September 25, 2014 / 9:42 AM / 3 years ago

Thai deputy PM wants more surveillance cameras after British murders

Thailand's Prime Minister Prayuth Chan-ocha (R) reads out his government's policy, as Deputy Prime Minister and Defence Minister Prawit Wongsuwan listens, at the Parliament in Bangkok September 12, 2014.Chaiwat Subprasom

BANGKOK (Reuters) - More surveillance cameras are to be installed in Bangkok and at tourist destinations in Thailand following the murder of two British tourists, a deputy prime minister said on Thursday.

The bodies of Hanna Witheridge, 23, and David Miller, 24, were discovered last week on a beach on the island of Koh Tao, or Turtle Island, famous for its turquoise waters, coral reefs and diving.

The killings have sparked debate over tourist safety in a country promoted as a land of welcoming Buddhist people, palm-fringed beaches and lively night life.

Miller died from blows to the head and drowning, according to the Thai forensics department, while Witheridge died from severe head wounds.

Police are investigating.

General Prawit Wongsuwan, a deputy prime minister, told reporters that the murder occurred in an area where there were no surveillance cameras and underlined the need for more closed-circuit television (CCTV) systems around the country.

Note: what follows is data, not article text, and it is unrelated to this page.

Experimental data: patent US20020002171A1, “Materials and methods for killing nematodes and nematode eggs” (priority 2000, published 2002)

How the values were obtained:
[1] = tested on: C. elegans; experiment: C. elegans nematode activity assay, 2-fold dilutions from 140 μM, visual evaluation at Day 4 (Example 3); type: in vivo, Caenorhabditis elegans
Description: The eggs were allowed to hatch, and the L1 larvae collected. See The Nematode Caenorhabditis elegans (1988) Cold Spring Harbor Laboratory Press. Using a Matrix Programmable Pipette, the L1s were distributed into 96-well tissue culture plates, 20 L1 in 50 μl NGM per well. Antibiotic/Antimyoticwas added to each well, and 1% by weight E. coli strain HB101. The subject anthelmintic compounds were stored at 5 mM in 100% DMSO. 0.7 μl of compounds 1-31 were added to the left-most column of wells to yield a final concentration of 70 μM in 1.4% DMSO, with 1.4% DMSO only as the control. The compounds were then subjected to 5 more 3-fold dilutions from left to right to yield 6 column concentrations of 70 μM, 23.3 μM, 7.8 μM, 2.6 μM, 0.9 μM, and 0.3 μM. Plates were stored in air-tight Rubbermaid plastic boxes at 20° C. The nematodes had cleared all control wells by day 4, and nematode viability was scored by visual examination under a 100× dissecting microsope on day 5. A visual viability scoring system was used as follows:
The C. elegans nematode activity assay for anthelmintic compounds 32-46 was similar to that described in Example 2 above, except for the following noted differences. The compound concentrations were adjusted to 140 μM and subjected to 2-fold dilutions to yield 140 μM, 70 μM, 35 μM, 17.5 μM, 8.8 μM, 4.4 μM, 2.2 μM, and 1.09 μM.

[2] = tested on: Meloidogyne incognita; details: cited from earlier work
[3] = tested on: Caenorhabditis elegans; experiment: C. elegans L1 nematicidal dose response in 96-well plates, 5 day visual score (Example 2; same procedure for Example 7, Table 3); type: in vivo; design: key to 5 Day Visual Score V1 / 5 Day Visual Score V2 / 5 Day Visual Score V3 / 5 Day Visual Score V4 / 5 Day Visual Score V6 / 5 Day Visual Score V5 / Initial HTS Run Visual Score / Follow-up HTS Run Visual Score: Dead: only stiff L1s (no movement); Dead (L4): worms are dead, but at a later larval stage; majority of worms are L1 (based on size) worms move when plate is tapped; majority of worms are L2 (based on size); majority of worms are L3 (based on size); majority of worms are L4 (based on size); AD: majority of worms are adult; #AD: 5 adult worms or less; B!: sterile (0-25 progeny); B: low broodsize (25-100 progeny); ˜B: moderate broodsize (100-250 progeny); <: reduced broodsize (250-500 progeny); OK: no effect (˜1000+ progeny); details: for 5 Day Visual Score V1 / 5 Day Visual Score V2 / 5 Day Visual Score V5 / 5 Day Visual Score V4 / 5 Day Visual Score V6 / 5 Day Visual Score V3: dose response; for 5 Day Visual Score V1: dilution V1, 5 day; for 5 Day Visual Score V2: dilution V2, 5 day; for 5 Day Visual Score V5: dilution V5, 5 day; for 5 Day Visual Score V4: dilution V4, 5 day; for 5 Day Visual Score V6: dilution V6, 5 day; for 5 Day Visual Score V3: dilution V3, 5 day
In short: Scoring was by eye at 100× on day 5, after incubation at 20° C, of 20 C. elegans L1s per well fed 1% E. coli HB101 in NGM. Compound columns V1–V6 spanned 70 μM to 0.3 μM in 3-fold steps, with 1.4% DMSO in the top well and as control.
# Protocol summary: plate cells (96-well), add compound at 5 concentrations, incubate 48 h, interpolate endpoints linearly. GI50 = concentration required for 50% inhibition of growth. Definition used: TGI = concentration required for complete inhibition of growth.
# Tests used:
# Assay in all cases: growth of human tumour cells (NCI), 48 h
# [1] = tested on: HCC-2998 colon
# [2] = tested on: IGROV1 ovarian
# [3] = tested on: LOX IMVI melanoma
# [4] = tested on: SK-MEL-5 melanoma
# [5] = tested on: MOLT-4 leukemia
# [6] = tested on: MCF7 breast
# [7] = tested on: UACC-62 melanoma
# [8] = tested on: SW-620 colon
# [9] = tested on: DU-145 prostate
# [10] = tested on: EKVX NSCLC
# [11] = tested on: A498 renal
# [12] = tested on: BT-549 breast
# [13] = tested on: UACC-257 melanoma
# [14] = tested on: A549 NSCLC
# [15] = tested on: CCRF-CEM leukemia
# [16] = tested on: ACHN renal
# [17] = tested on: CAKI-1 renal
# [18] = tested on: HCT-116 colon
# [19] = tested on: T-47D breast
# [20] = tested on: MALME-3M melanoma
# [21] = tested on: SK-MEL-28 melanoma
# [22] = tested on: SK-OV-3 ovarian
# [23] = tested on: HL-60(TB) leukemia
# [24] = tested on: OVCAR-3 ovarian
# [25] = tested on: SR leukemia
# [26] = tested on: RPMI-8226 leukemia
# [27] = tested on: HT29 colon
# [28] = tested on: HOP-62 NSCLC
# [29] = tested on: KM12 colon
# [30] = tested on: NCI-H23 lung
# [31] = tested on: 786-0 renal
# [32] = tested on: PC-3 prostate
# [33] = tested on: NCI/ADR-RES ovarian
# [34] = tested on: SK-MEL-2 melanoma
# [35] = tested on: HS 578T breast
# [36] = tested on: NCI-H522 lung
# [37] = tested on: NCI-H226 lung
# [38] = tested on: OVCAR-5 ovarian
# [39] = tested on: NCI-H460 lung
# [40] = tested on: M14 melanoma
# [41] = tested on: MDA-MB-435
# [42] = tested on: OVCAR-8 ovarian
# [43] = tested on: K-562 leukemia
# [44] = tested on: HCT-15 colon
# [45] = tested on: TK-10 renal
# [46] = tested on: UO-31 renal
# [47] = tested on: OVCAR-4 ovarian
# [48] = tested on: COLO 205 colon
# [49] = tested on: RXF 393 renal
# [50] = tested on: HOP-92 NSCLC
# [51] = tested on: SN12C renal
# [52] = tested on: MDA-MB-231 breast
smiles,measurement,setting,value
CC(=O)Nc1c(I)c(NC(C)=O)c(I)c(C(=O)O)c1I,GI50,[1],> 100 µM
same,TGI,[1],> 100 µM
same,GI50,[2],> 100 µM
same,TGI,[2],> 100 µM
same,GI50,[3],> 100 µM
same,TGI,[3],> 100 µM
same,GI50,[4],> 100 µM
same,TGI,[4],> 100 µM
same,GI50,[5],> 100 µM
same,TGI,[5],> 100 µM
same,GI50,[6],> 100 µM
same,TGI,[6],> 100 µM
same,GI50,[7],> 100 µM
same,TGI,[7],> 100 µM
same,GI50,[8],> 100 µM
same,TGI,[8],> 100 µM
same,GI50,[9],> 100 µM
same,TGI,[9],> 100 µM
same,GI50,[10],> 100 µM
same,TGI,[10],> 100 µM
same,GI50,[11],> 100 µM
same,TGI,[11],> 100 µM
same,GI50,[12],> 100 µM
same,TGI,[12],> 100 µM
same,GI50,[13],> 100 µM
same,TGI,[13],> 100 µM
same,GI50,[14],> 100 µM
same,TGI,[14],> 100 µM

"In dark places, CCTV cameras can't capture images properly so there must be brighter lights. In Bangkok and tourist areas there must be brighter lighting and there must be CCTV all over the country," Prawit said.

He said authorities were working around-the-clock to find those responsible for the murders.

Thailand attracts more than 20 million tourists each year and the tourist industry accounts for about 10 percent of gross domestic product.

Following the killings, authorities have sought to reassure travellers that Thailand is safe. Prime Minister Prayuth Chan-ocha said on Tuesday that solving the case was a matter of national importance.

"If we say we can't catch the perpetrators then it reflects badly on us. We must accelerate confidence in Thailand," Prayuth said.

On Wednesday, police said they were close to making an arrest. Senior officers later said they were trying to track down a suspect who may have been in Bangkok.

"Police have almost finished collecting evidence and will not leave any stone unturned. More officials have gone to the island to assist the local team," police spokesman Lieutenant Colonel Kissana Phatanacharoen told Reuters.

Reporting by Amy Sawitta Lefevre; Editing by Robert Birsel

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